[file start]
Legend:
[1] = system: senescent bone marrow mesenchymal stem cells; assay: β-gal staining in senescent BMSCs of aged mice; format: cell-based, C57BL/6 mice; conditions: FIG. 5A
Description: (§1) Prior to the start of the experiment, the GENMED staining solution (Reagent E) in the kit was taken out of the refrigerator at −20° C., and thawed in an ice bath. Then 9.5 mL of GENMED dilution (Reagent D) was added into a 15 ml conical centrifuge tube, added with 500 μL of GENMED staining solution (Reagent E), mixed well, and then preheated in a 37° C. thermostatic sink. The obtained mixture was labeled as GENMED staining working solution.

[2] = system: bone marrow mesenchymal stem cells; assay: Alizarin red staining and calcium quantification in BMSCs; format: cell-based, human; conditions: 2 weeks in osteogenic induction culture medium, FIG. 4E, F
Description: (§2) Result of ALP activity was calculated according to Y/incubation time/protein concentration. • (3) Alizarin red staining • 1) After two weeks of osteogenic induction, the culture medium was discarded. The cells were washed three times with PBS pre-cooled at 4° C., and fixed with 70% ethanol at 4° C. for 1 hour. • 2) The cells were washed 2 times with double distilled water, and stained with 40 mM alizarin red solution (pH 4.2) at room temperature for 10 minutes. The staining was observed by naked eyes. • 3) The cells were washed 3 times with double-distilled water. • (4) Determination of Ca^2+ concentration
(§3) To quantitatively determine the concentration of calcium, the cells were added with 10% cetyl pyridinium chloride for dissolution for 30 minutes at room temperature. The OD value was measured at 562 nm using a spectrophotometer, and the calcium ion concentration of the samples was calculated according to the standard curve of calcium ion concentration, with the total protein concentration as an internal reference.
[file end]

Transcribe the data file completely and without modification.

Legend:
[1] = system: senescent bone marrow mesenchymal stem cells; assay: β-gal staining in senescent BMSCs of aged mice; format: cell-based, C57BL/6 mice; conditions: FIG. 5A
Description: (§1) Prior to the start of the experiment, the GENMED staining solution (Reagent E) in the kit was taken out of the refrigerator at −20° C., and thawed in an ice bath. Then 9.5 mL of GENMED dilution (Reagent D) was added into a 15 ml conical centrifuge tube, added with 500 μL of GENMED staining solution (Reagent E), mixed well, and then preheated in a 37° C. thermostatic sink. The obtained mixture was labeled as GENMED staining working solution.

[2] = system: bone marrow mesenchymal stem cells; assay: Alizarin red staining and calcium quantification in BMSCs; format: cell-based, human; conditions: 2 weeks in osteogenic induction culture medium, FIG. 4E, F
Description: (§2) Result of ALP activity was calculated according to Y/incubation time/protein concentration. • (3) Alizarin red staining • 1) After two weeks of osteogenic induction, the culture medium was discarded. The cells were washed three times with PBS pre-cooled at 4° C., and fixed with 70% ethanol at 4° C. for 1 hour. • 2) The cells were washed 2 times with double distilled water, and stained with 40 mM alizarin red solution (pH 4.2) at room temperature for 10 minutes. The staining was observed by naked eyes. • 3) The cells were washed 3 times with double-distilled water. • (4) Determination of Ca^2+ concentration
(§3) To quantitatively determine the concentration of calcium, the cells were added with 10% cetyl pyridinium chloride for dissolution for 30 minutes at room temperature. The OD value was measured at 562 nm using a spectrophotometer, and the calcium ion concentration of the samples was calculated according to the standard curve of calcium ion concentration, with the total protein concentration as an internal reference.